Chongqing Bans Parent Snooping

A new law in China limits parental supervision.
2010-08-26
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Chongqing youngsters show off cards with their photos and particulars, Nov. 12, 2007.
Chongqing youngsters show off cards with their photos and particulars, Nov. 12, 2007.
AFP

HONG KONG—Authorities in the southwestern Chinese city of Chongqing have passed a new law forbidding parents to read their child's chat history, text messages, or private papers.

From Sept. 1, parents who sneak a peek at their child's communications or private writings, online, on paper, or on cell phones, will be in breach of the municipal "Law for the Protection of Minors" this week, local media reported.

The People's Congress in the mega-city of 28 million passed the legislation in response to national-level laws aimed at the protection of people under 18, the age when Chinese are considered adults.

"The legal rights and interests of minors should be given special, priority protection," the law states as its guiding principle, adding that the responsibility should be carried by the whole of society.

Clause 39 of the legislation states that "No individual or organization should break this law by opening or checking the letters, diaries, electronic diaries, online chat histories, or mobile phone text messages of minors, so as not to violate the privacy of minors."

Chinese parents said they might find such a rule hard to keep.

"He hates it if I look at his text messages or his QQ (instant messaging) chat history," said a Jiangxi-based parent of a 15-year-old boy. "He says it's all pretty normal stuff that gets said between him and his classmates."

"Today's society is a bit disorderly ... and he can be very easily enticed by certain things. The Internet isn't safe now, and there are all sorts of unhealthy things there," said the woman, who gave her surname as Wang.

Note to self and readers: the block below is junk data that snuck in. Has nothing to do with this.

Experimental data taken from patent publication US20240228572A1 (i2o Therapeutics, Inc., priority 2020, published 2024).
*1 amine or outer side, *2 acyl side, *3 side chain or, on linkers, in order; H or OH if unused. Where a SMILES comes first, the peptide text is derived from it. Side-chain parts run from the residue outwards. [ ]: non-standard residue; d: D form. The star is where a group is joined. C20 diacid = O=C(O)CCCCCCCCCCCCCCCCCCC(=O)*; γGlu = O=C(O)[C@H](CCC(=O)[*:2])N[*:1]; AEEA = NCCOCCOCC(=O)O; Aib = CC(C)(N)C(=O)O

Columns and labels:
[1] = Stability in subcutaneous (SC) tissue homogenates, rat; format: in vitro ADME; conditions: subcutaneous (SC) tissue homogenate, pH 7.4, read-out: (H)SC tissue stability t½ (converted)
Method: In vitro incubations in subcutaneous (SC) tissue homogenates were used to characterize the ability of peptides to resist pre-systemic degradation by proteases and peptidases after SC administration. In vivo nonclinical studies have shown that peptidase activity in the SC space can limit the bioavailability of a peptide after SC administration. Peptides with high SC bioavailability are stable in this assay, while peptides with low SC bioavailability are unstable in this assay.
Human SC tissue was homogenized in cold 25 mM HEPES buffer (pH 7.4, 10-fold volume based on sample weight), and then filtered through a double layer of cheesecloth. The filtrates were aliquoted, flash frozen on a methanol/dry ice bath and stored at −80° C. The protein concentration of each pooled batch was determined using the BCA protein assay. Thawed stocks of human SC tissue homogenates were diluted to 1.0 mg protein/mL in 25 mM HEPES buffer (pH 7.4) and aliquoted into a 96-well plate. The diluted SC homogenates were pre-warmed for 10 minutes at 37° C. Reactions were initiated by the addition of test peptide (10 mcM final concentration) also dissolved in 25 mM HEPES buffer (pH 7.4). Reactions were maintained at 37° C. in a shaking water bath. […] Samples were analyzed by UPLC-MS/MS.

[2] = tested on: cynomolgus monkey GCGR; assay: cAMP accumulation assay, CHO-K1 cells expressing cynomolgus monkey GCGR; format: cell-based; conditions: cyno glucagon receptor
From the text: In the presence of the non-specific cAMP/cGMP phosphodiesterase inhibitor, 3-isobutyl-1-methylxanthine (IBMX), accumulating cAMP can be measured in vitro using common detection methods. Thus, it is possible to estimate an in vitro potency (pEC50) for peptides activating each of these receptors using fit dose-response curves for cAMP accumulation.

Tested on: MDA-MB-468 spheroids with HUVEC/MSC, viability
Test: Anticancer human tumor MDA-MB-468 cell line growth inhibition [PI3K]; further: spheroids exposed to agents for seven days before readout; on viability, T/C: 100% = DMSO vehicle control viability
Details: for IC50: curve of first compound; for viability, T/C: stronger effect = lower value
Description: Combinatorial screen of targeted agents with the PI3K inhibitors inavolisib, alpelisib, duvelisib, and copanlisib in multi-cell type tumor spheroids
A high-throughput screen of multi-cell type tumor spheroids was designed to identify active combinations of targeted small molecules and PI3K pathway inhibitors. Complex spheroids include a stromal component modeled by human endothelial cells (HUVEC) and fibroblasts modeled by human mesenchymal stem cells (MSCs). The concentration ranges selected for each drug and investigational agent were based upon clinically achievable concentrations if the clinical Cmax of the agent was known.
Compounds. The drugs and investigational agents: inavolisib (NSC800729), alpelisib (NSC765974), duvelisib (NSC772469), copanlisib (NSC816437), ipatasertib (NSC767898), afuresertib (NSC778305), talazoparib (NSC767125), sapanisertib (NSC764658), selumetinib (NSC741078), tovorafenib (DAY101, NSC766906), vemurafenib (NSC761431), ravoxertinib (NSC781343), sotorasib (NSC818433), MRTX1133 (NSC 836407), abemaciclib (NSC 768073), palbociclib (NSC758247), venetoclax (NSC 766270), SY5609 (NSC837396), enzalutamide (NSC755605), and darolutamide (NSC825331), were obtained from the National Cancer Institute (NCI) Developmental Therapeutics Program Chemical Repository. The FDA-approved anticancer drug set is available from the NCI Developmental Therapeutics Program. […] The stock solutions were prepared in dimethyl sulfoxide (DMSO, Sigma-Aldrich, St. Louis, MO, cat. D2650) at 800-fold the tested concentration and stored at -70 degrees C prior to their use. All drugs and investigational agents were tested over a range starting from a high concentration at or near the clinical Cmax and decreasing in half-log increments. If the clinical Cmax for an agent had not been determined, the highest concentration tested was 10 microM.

Changing role of parents

Guangdong-based civil rights lawyer Tang Jingling said that while the idea of protecting a child's privacy sounds good in theory, in practice the law would be unenforceable.

"The privacy of young people does need protecting," Tang said. "But if parents are to protect their child's privacy and exercise their right to safeguard and educate their child, then they have to understand what is going on with that child."

"Especially in the case of much younger children, who aren't self-directed or independent, everything they do has to go through their parents first," he said.

Tang said that parents' traditional role in bringing up their children was broken by the idealism of communism in post-1949 China. And this led to a great deal of conflict which was a symptom of an authoritarian society manifesting itself in the home, he said.

Additional focuses of the new legislation include security measures on school premises following a string of deadly attacks on kindergartens across the country, procedures for minors in the criminal justice system, and concerns about mental health, the official Xinhua news agency reported.

"The law states that it will be illegal to open an Internet cafe within 200 meters of an elementary or high school," the agency said.

Minors who commit crimes should receive education and corrective influences, it added.

Original reporting in Mandarin by Tang Qiwei. Translated and written in English by Luisetta Mudie.

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